Jasmin Singer: I love that way of looking at it. It's a very holistic and community minded way of looking at it. I'm grateful that you're able to contextualize things in new ways, but now let's talk about the food products themselves, because although I'm not a foodie, I do really enjoy learning about what's popular.
What is popular in terms of the products that you're selling at your pop up?
Carmella Lanni: I mean, the biggest categories have always been the vegan cheeses and the vegan meat. It's always been. And vegan chocolate. Those have always been the biggest categories. And I think that's just kind of, I think that's how it is in food, to be perfectly honest.
It's food in general. You've got your sweet, you've got your savory, and people are very much about protein, and I think that's more of a Western societal thing, about how to take your protein. And having those three categories in particular in the vegan business sphere food industry, people are looking for alternatives to what they see in the mainstream.
And so if you're seeing people talking about, you know, meat, I need meat to live and all that stuff. Well, there's people that are interested in plant based. Okay, well, how can I get that in a plant based form? Well, let me show you. So, having those as examples and demonstrating them is really important.
Now, the thing that we're seeing is because vegan has become a trend in the food industry. If you look at various market reports and such, vegan has become a trend over the last five years. And seeing the amount of products that have grown and are being now displayed and now you're seeing they're in the major corporate supermarkets, that's great, but there is an issue of oversaturation and an issue of lack of differentiation.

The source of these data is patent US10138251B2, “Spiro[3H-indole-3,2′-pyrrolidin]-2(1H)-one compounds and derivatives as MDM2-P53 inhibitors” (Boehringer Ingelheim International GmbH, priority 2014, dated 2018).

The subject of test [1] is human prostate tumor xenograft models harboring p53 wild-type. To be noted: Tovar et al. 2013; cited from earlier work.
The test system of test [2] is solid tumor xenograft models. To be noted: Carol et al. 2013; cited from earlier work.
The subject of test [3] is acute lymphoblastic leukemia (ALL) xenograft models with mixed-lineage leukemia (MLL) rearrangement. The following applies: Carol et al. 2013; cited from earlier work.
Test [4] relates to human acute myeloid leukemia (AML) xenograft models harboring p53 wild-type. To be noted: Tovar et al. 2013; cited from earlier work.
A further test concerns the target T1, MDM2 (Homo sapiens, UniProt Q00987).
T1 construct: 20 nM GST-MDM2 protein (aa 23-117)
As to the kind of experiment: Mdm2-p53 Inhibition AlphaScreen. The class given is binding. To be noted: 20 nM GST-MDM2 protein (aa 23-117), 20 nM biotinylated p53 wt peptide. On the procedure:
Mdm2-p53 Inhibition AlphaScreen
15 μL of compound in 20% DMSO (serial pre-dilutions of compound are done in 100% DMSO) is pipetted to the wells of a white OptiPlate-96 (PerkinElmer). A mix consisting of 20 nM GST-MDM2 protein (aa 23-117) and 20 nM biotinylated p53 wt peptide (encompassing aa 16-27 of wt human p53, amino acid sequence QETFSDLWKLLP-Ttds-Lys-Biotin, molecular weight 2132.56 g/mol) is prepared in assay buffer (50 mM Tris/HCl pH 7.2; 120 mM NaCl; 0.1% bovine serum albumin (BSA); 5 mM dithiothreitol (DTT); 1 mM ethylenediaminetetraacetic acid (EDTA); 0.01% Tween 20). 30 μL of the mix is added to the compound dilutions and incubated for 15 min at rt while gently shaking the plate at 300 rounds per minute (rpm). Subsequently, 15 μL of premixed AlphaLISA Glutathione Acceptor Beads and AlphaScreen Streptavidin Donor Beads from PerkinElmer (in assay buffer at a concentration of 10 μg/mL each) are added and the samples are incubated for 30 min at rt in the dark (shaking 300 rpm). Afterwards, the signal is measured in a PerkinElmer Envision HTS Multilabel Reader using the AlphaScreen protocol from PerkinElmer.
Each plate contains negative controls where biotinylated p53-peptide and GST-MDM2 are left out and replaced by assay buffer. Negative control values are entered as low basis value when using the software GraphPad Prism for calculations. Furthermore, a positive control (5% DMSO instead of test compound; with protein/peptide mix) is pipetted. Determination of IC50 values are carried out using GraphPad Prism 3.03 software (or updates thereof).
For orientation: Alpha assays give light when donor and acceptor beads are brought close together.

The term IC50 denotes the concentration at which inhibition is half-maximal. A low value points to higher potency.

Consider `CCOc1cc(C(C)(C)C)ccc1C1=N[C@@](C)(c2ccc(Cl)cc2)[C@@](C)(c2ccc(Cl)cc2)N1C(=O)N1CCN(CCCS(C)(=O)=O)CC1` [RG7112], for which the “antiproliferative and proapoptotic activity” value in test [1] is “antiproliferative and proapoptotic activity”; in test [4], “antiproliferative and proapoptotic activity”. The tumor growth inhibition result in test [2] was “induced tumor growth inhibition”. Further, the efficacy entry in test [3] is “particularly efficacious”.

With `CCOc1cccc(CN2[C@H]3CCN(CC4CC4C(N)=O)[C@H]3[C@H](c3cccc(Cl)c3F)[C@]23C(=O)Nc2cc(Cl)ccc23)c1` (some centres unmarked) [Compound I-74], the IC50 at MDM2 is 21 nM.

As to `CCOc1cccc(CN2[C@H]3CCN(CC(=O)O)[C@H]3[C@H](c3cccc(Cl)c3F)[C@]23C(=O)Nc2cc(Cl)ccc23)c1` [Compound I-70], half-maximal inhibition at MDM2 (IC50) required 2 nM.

I mean, last year, I can't tell you how many different vegan chicken products there were, and I couldn't tell you the difference between them. I mean, how many chicken nuggets can there be? You know, and a lot of these companies are really working towards developing brand loyalty versus quality of product.
Jasmin Singer: Yeah, yeah, I totally agree. I'm also like, another thing that excites me is the, like, the fact that there are so many more things that can be turned into protein. I'm not talking about cultivated meat, although that's a whole other conversation, which I am excited about. But I mean, like, when I went vegan 20 years ago, like, there was TVP, of course, which I still eat in the form of soy curls, but there are so many more mushroom meats now. I've had, like, meats made out of banana leaves, and it's just amazing the fact that, like, it's the texture and the taste that have been replicated in so many ways. Like, what about you? What are you most excited about personally?
Carmella Lanni: I mean, I'm, I'm excited about food tech in general.